Lazyweb Greenlight

I’ve been wanting to make two short films of my favorite parts of the Lord of the Rings, both sadly omitted from the Peter Jackson adaptation:

Tom Bombadil in a black-and-white, silent-Buñuel style;

The Scouring of the Shire in a contemporary setting. It opens just before dawn as the four hobbits come home at last from a long, horrible trip; they are too shellshocked to speak to each other, dozing on a decrepit city bus.


a homework assignment by someone named Yassin, with drawings of some sort of movement notation labeled Balance, Extension, Lengthening, Directionback of assignment, with Flexion, Rotation, Stillness, Motion toward, spring, motion away, falling, and arrive at a shape

I found this on the ground near my laundromat in Sunset Park. I don’t know any movement notation to know whether Yassin is just regurgitating something taught in class; I prefer to imagine that the homework assignment was “devise a dance notation“. This seems so abstract for a random school in Brooklyn.

The causes of causes

I went to the Aston Corpus Symposium last week and it was exciting and even moving; at every talk I jotted down notes that didn’t relate to the talk but to tangential ideas that the talk was unearthing and catalyzing.

One of them was from a talk by Bill Dodd, ‘Semantic prosody’ in FL teaching and learning’. He took the now-near-chestnut of the verb ’cause’ from English, and looked at three different ’cause’ verbs in German, finding them to have the same semantic bias.

[In a corpus of English, you’ll find that the overwhelming majority of occurrences of ’cause’ as a verb have collocations that are bad things: viruses, negligence, vandals, infections, assaults, and deficiencies cause devastation, delay, injury, nuisance, consternation, havoc, death, ruckus and loss; not a lot of kittens causing giggles.]

Dodd looked at verursachen, bewirken, and hervorrufen in the corpus of the Digitale Wörterbuch der deutschen Sprache and found (as you may see yourself, either in deutsch or in google’s translation) that all three had exclusively nasty neighbors: Schade, Kosten, Brand, Störung, Verlust, Geräusch, Tod, Kopfschmerz.

I haven’t looked at evidence from other languages, but posit for a moment that all languages’ verbs of causality are associated with negative things. What does it tell us about causality, and the circumstances in which people think about causality?

Maybe people simply don’t often stop to ask why good things happen. Good things are exactly what are supposed to happen all the goddamn time; good things are what I deserve and there’s no “cause” for them: they are the natural order of things. So maybe a person looks for a cause only when they’re disappointed by an effect.

NNS * NNS = 144

Abstract: The present dictionary interface is the same kind of information display as a multiplication table; current online dictionaries are putting big, searchable lexical multiplication tables on the web. But today’s dictionary data allows much more. Who/what will spark the dictionary-display revolution?

Body: Consider the multiplication table: a mute, ignorant record of calculations someone has done somewhere else. If it only goes up to 9*9 it can give you no indication of what 9*10 is. You can use your own mind to add or extrapolate, of course, but the paper can’t: WYSIAYG. A pocket calculator supersedes the multiplication table and offers at least the arithmetic operations. The pocket calculator meets a user who is in the same state as a dictionary user: “I know my question; this will tell me the answer”. But instead of simply showing all the answers all at once and letting the user grep optically for the right answer, the pocket calculator asks the user to enter exactly what she is calculating, and in return she gets only the result that she requested: YAFIYGI.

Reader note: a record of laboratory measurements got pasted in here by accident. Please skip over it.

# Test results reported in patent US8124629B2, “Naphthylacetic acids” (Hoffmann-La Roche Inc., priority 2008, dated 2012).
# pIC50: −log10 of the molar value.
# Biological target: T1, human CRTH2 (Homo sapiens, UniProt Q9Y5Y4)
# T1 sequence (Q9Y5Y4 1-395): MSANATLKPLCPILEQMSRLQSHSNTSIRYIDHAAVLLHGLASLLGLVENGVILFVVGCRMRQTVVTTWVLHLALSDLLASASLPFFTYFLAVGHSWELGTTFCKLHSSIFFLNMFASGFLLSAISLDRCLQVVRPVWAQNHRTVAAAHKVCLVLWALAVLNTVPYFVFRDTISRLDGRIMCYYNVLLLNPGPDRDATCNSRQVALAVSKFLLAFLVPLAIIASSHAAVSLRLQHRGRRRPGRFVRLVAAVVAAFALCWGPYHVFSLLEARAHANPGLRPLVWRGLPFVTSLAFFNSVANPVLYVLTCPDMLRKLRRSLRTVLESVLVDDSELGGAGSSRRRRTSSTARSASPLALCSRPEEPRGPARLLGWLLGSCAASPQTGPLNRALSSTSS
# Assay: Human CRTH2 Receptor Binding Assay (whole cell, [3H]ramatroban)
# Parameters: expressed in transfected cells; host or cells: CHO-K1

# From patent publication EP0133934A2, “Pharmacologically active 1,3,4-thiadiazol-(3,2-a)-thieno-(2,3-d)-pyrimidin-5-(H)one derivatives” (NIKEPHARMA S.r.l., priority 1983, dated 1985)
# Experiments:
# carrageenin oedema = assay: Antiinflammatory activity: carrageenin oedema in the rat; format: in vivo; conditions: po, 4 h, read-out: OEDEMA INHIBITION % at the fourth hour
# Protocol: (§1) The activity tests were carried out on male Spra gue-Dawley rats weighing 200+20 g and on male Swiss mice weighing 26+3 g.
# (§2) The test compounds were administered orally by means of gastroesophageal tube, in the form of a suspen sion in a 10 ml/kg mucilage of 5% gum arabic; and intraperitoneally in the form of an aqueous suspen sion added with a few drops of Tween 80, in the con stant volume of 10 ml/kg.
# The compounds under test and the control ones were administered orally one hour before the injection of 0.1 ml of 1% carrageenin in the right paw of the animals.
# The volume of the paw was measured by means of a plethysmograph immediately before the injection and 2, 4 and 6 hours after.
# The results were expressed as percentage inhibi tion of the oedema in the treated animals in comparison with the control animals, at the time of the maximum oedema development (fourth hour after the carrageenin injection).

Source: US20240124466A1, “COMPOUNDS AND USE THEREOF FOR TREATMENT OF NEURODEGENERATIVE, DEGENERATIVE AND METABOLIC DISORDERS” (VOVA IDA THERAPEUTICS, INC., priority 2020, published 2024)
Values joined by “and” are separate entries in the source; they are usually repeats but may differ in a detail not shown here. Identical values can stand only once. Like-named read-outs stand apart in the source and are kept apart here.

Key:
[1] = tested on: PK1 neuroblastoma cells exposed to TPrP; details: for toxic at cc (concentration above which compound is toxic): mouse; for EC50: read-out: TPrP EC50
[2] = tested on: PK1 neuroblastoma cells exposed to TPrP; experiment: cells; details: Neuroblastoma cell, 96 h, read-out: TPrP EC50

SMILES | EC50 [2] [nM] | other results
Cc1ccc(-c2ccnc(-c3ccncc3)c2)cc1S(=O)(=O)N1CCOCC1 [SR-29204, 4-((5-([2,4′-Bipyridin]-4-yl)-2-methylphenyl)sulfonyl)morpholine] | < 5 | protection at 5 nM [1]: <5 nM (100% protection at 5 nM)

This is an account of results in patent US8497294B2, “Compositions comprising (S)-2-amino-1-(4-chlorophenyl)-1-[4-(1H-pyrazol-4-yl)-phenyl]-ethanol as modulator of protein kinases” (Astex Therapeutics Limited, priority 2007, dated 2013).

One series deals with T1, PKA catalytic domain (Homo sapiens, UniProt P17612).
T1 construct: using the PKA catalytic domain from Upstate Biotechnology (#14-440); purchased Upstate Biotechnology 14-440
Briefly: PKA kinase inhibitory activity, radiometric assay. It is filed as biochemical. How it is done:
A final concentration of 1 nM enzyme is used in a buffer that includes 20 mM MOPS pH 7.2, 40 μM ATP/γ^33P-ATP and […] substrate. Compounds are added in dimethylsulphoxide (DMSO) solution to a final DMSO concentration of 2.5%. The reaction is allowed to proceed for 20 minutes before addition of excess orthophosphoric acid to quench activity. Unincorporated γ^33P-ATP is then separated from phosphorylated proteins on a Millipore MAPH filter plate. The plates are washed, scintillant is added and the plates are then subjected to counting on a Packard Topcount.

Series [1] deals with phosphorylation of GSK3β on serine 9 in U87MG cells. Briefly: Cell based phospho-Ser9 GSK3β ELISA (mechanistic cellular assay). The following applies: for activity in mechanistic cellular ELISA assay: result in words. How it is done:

Any computer that can get on the web obviously supersedes even the pocket calculator. People don’t put multiplication tables on the web to help you find the answer to simple multiplication problem. You do find multiplication tables on the web (some of them are very cool), but they’re a tool to help you learn mathematical concepts, not to help you find out 6*7.

Both multiplication tables and lexical lists were inscribed on clay tablets in ancient Sumer 5000 years ago, and both have been made fairly continuously since. The sophistication of quantitative display has progressed at a pace matching general technological/scientific developments; but dictionaries, in their own transition from clay to screen, haven’t even reached the pocket calculator stage. A dictionary is great for what it’s been doing for centuries, but the surrounding science has progressed far beyond what you will see in any existing form.

A paper dictionary is the same sort of thing as a multiplication table: the output of a ton of research and thinking, fixed immutably for linear consultation. Web dictionaries, in turn, have put the paper layout on the screen and made only slight improvements on the paper version. You may jump quickly to a headword, maybe search for a word within definitions, and maybe even search for a word in the definition of a lemma in a particular part of speech. But still, however sophisticated your search, the output is the same: an entry as it would appear on the page. Garbage in, entry out; pearls in, entry out.